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Treasury Department announces sanctions on leaders of Mexican cartel La Nueva Familia Michoacana

The criminal group used to traffic methamphetamine, but in recent years expanded its activity to fentanyl production and human trafficking.

Janet Yellen pronunciando un discurso.

(Cordon Press)

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(AFP / VOZ MEDIA) The United States announced Thursday that it is imposing economic sanctions on eight leaders and lieutenants of the Mexican cartel La Nueva Familia Michoacana for trafficking fentanyl, cocaine and methamphetamine as well as smuggling migrants across the border with Mexico, the Treasury Department said Thursday.

Those sanctioned "have carried out heinous acts, from controlling drug routes to arms trafficking, money laundering and murder," said U.S. Treasury Secretary Janet Yellen in Atlanta, via a statement distributed to the press prior to her speech.

La Nueva Familia Michoacana used to traffic methamphetamine, but in recent years expanded its activity to the production of fentanyl, which it brings into the United States across the border "via buses, among other modes of transportation," the Treasury Department said in a release. Once inside, it sends the product to cities such as Atlanta; Houston; Dallas; Tulsa, Okla.; Chicago and Charlotte, N.C.

Human smuggling by La Nueva Familia Michoacana

Washington also accuses the cartel of being involved in human smuggling. "For instance, La Nueva Familia Michoacana members stage photos and videos in which individuals appear under interrogation or at risk of being murdered" with which the migrants "falsely claim to United States immigration officials their purported need to seek asylum in the United States," it claimed. In exchange for this, the migrants pay them money.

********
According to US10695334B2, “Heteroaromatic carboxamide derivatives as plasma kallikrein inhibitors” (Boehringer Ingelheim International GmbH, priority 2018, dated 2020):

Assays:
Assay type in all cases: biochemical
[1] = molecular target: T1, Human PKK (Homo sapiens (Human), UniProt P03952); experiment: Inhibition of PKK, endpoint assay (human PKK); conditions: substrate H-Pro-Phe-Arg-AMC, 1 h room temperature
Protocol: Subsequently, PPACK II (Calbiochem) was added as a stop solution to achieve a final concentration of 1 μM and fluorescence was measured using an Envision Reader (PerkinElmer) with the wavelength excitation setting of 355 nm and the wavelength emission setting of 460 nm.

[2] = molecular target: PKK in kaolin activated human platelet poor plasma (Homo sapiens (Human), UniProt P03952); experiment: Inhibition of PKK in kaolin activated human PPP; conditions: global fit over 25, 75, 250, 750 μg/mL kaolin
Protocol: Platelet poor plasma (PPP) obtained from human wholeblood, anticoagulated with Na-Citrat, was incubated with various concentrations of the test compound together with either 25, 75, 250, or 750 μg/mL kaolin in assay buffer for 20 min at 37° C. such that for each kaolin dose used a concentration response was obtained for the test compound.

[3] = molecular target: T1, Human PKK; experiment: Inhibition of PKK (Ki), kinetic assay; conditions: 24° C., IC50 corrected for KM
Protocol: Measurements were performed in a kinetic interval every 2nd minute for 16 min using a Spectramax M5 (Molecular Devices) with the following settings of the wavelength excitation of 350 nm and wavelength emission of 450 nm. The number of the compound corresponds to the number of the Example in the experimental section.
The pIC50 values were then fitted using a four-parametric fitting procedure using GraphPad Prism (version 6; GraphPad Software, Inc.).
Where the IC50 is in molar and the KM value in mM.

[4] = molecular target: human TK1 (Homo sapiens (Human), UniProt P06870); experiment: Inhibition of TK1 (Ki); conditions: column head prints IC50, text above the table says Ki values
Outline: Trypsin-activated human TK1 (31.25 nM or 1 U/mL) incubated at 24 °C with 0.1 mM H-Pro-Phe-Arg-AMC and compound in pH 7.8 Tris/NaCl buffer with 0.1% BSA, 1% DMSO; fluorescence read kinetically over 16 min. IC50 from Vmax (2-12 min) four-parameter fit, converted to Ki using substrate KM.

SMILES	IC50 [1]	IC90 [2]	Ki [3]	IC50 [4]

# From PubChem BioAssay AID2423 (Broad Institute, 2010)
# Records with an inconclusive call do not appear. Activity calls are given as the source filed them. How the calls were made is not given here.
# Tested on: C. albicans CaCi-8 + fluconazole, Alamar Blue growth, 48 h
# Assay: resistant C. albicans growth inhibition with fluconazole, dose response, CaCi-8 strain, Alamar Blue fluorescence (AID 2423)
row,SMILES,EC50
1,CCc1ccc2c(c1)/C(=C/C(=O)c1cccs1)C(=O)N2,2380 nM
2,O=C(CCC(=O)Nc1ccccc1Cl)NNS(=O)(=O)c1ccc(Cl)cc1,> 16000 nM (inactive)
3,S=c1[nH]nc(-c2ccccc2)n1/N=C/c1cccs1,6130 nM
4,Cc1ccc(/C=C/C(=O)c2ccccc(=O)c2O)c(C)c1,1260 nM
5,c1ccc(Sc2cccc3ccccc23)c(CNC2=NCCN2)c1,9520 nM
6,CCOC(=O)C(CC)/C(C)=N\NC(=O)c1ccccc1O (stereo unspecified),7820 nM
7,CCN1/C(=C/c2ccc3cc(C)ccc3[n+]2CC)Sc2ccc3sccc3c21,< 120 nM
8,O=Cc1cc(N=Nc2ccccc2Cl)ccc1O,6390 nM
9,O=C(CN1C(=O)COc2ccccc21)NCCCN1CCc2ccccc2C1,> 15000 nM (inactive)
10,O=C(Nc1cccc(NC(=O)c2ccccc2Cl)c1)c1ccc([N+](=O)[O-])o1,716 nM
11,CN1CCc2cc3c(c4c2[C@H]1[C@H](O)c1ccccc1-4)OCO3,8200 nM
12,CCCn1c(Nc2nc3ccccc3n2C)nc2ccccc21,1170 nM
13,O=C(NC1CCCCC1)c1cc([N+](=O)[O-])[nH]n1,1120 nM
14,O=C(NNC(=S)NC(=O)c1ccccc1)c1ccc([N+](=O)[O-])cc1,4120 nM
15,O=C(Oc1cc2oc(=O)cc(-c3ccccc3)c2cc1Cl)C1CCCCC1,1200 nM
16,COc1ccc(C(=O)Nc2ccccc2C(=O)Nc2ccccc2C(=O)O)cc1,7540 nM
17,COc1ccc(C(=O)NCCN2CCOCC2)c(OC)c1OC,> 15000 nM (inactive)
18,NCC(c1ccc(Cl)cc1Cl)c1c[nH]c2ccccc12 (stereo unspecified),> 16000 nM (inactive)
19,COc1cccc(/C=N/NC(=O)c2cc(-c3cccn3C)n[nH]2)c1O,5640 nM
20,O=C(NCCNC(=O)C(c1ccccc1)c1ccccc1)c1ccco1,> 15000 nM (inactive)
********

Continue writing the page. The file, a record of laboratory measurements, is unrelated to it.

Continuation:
They also force them to transport drugs and if the migrants "do not comply with the order to sell the drugs provided by La Nueva Familia Michoacana, they are informed that they and their families will be killed," the statement said.

In addition, the cartel, "one of the most powerful and violent" in Mexico, uses tobacco industry workers for drug trafficking, the department added.

In parallel with the OFAC sanctions, the Treasury Department's Financial Crimes Enforcement Network (FinCEN) has issued a warning with information to help U.S. banks and other financial institutions protect themselves from activities related to the supply of fentanyl.